Image 1

                                          for 4 servings:

  • 4-6 light green zucchinis (peeled or not, your choice), sliced lengthwise in two or three portions
  • 1 large sweet onion, sliced in rounds
  • 2 cloves of garlic, thinly sliced (or omit and use pesto)
  • sliced ripe tomatoes (amount depends on what type of tomatoes you are using), sliced to about same thickness as zucchini
  • 1 tbs olive or avocado oil (best not to use olive oil for high heat cooking)
  • salt & pepper to taste
  • 1/2 tsp turmeric (optional if serving with yogurt without pesto)
  • for pesto see recipe

borani kadoo with pesto

in a heavy skillet or frying  pan, heat the oil, then add onions and allow them to caramelize (cook while stirring occasionally on med/low heat until they become light brown and glassy) before adding the zucchinis (and turmeric & garlic if using) and frying on both sides (turn carefully with kitchen thongs). season with salt and pepper. cover with tomatoes, and allow them to cook  (stirring very carefully if necessary because the zucchinis break easily- or cut zucchinis in halves before frying ) on medium/low heat for about 15-20 minutes. serve when any liquid from the tomatoes has evaporated and thickened.

 

 

 

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the odd couple: sunday chicken eggplant kuku with mango salsa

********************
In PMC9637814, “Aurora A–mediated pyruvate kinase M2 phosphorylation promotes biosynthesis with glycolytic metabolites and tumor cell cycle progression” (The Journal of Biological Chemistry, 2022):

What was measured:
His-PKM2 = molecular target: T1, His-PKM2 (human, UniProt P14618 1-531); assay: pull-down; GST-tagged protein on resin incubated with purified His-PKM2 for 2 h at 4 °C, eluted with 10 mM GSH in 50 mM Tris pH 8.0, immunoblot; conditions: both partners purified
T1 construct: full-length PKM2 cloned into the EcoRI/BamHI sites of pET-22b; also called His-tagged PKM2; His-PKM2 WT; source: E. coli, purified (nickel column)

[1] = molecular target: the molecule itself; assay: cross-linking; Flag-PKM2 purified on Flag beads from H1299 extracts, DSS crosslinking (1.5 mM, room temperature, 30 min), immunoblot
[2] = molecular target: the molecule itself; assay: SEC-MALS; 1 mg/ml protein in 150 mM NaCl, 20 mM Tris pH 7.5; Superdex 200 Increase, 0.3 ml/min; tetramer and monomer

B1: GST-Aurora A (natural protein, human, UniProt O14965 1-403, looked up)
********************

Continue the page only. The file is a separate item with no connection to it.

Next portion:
the menu for tonight seems like (and possibly is) an odd combination-chicken kuku (or omelette) with mango salsa- this is how it came about: yesterday i had (lazily) picked up a nice organic roast chicken to serve with a green salad for dinner. we ended up joining friends for pizza, and the chicken landed in the refrigerator-where i found it this morning as i grabbed the coconut milk for my morning coffee (i’m getting used to it). i contemplated making a chicken salad for dinner, but it’s a cloudy sunday, and the idea of a cold salad was not sitting well with me. as i thought about other options, i remembered how my grandma used to make chicken kuku with her leftover braised chicken. in iran lunch is often the main meal of the day, while dinners are served late (often after 8 or 9 PM) and on the lighter side. in summer months dinner might consist of sliced watermelon, flatbread, and feta cheese with fresh herbs, a slice of kuku with yogurt, or a cold cucumber yogurt soup (mast-o-khiar) flavored with dill and mint, topped with green raisins (recipe coming soon). back to my kuku dinner-i had a slight problem-i’ve never made chicken kuku before, and although it’s easy to find recipes, i wanted my grandma’s-so, i called my dad, and we think we’ve come up with the right ingredients to make a kuku like mashan used to make. where does the mango salsa come in? well, although my grandma never made a mango anything (i don’t think), i have four beautiful (very) ripe mangoes that need to be used today (no smoothies today, thank you), and i thought they might nicely compliment the kuku cut up in a sweet and sour salsa with cilantro and lime juice. we shall see, but i’m pretty hopeful.